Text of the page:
India’s growth is not just jobless, it’s also profitless

All in the red.
All in the red.
Image: REUTERS/Danish Siddiqui
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India’s high GDP growth is often criticised for not being accompanied by an increase in employment numbers. But then jobless growth isn’t the only problem the economy is faced with.

Neither have India’s corporates partaken—at least not enough—in the country’s fast-clipped economic rise. If anything, earnings have been languishing for the 500 largest companies by market capitalisation on the National Stock Exchange.

India Inc’s profits as a share of GDP stood at a 15-year-low of 2.8% in 2018, according to a report by the domestic broking firm Motilal Oswal Financial Services (MOFSL), released last week.

And the pain is not confined to the universe of listed companies. The corporate profit-to-GDP ratio for all companies, including privately held firms, dropped from 7.8% in 2008 to 3% last year.

The divergence between GDP growth and corporate profits bears a resemblance to India’s jobs market. During the 1970s and 1980s, when GDP grew between 3% and 4%, employment in India inched up by 2% per annum. In the 1990s, post the liberalisation of the economy, job growth slowed to 1% or even less. The ratio of GDP growth to employment growth is now less than 0.1%, revealed a report released in September 2018.

In a similar vein, between 2013 and 2018, India’s GDP grew at a compounded annual growth rate (CAGR) of 11%, dwarfing the 3.8% CAGR clocked by corporate profits.

The slowdown in corporate profit growth was, in large part, due to profit erosion at India’s state-owned banks, which have been reeling from the pile-up of bad loans in their books. Other sectors such as metals, and oil and gas, also weathered global macroeconomic storms resulting in stressed balance sheets.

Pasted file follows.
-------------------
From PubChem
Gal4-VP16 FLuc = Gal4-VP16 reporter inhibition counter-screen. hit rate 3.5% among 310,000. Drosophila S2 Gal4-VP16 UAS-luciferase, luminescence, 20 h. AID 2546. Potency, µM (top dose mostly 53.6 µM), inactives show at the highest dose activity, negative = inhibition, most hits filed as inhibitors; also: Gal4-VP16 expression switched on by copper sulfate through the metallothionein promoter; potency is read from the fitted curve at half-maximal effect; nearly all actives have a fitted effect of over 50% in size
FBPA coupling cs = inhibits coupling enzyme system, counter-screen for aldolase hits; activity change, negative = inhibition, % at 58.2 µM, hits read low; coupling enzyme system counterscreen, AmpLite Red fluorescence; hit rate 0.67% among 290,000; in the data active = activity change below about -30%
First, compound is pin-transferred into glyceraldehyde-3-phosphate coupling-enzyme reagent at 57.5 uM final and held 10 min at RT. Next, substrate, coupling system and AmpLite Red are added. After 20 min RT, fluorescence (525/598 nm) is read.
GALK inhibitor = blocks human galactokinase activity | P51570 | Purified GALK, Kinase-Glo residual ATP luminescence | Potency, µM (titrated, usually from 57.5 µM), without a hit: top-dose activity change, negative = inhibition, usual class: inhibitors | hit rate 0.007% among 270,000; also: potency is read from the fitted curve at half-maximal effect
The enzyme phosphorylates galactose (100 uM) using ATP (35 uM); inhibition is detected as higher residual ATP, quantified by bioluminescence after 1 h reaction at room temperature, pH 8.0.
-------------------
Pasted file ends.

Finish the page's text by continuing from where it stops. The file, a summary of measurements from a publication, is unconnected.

Misery also struck the telecom sector lately. Profits at India’s major telcos were under pressure following the severe competition unleashed by Reliance Jio’s cheap data and call rates in 2016. The service is owned by Mukesh Ambani, India’s richest person, who heads the oil-to-retail conglomerate Reliance Industries Ltd, MOFSL noted.

But the worst pocket for profit was government-owned enterprises. The public sector units’ (PSU) share of profits to GDP was down from 1.8% in 2003 to 0.4% in 2018. “(This is) given the significant value migration away from public to private in sectors like banking, telecom, airlines, even as PSU heavy sectors like oil and gas and utilities have underperformed on profit growth versus underlying GDP growth,” added the report.

Amid the gloom, a few green patches were seen in sectors like autos, technology, private banks, and non-banking financial companies where profits as a share of GDP grew in the last decade.

Golden Years

The decline in the profits of Nifty 500 companies is a significant U-turn from the trend seen between 2003 and 2008. In the five-year period corporate profit-to-GDP ratio doubled from 2.8% to 5.5%, and profits of the Nifty 500 companies grew at a CAGR of 31% in the period—twice the pace of underlying GDP growth.

“This surge (between 2003 and 2008) was driven by the export, investment, and capex-oriented sectors. Over 2003-08, the global economy was growing at a fast clip, which helped export-oriented players. Capacity investment across sectors was also significant as the investment cycle took off,” added the report.

So, will India Inc revisit these golden years anytime soon?

The worst may be over and profits may have bottomed out. “It is expected that condition of the public sector banks may improve from here on, then some other sectors such as insurance, which saw some listing in the last couple of years may come up,” Gautam Duggad, head of research at MOFSL, told Quartz.